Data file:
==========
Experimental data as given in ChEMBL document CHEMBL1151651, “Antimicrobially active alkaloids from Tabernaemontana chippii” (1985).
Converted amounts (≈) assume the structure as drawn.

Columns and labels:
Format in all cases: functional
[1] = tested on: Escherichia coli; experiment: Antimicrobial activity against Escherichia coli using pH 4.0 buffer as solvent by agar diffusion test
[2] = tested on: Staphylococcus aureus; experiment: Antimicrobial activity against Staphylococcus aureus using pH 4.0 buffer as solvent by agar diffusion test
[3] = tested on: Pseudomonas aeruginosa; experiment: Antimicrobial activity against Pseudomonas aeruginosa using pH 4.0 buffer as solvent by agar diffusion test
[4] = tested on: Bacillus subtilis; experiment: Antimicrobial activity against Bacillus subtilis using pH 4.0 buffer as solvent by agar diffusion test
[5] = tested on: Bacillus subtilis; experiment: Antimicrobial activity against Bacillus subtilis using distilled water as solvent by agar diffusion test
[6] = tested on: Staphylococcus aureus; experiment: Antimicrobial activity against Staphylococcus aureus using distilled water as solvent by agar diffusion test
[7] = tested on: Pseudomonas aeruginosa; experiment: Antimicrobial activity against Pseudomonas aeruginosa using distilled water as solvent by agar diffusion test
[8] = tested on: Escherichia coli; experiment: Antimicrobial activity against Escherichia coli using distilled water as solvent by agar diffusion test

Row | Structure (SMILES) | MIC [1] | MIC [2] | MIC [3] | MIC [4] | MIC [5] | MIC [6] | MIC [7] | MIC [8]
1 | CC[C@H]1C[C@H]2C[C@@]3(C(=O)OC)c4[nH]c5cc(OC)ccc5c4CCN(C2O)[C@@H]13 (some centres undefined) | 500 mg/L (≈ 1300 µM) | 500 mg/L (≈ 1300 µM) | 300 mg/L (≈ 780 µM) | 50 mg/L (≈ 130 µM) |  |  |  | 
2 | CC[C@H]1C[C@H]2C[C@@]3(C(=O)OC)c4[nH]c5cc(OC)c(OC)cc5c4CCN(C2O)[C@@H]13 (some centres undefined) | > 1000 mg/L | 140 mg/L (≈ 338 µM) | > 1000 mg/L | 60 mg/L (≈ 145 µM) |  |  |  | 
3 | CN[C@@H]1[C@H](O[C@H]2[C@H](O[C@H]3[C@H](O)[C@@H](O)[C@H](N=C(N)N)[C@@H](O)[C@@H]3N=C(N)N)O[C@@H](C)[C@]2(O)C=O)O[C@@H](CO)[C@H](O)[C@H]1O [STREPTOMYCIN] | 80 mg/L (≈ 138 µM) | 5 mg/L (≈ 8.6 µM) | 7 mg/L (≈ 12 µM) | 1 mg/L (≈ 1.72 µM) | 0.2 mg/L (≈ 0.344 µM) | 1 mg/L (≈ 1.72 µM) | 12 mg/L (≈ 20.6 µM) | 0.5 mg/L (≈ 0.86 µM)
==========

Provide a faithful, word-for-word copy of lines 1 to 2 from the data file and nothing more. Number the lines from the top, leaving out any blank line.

Experimental data as given in ChEMBL document CHEMBL1151651, “Antimicrobially active alkaloids from Tabernaemontana chippii” (1985).
Converted amounts (≈) assume the structure as drawn.